Floods are one of the most devastating and costly natural disasters, each year on average affecting 96.9 million people worldwide and causing $13.7 billion in damage, according to the United Nations Office for Disaster Risk Reduction. They wash away or destroy homes, pollute drinking water, wipe out croplands… Diseases like water-borne cholera can follow in their wake.
And although they are hard to predict, a new computer tool known as the "Global Flood Monitoring System" or GFMS, produced by the University of Maryland and already used by scientists around the world, is improving flood forecasting.
The GFMS is a NASA-funded experimental system using real-time precipitation information as input to a quasi-global (50°N – 50°S) hydrological runoff and routing model running on a 1/8th degree latitude/longitude grid. Flood detection/intensity estimates are based on 13 years of retrospective model runs, with flood thresholds derived for each grid location using surface water storage statistics (95th percentile plus parameters related to basin hydrologic characteristics).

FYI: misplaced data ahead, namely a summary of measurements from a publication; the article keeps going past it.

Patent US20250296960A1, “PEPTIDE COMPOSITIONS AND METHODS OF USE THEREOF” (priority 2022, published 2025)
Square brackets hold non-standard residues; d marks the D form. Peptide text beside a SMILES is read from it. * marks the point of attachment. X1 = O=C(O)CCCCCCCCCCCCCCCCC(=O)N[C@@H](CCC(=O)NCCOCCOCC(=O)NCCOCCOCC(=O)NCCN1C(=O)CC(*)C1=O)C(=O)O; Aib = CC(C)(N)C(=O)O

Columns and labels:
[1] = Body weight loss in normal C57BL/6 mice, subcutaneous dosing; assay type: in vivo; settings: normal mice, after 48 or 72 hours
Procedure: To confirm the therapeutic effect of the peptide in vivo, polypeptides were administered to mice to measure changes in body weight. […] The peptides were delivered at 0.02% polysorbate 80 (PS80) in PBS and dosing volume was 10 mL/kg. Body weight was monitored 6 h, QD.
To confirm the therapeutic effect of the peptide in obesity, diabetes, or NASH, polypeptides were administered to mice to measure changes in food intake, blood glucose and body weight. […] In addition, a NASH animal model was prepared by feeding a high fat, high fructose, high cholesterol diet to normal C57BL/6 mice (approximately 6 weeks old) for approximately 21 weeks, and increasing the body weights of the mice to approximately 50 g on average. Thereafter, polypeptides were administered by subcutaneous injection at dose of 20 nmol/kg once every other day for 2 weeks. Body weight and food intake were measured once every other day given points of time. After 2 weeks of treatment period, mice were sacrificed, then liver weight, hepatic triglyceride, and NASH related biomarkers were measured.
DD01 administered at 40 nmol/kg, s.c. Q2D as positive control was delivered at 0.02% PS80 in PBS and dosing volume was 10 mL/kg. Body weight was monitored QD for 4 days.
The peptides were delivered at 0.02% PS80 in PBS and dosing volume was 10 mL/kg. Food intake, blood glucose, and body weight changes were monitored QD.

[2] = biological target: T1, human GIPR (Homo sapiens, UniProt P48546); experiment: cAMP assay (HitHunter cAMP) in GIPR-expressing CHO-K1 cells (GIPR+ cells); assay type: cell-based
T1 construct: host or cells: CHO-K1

Streamflow, surface water storage, inundation variables are also calculated at 1km resolution. In addition, the latest maps of instantaneous precipitation and totals from the last day, three days and seven days are displayed.
Featured image credit: NASA.
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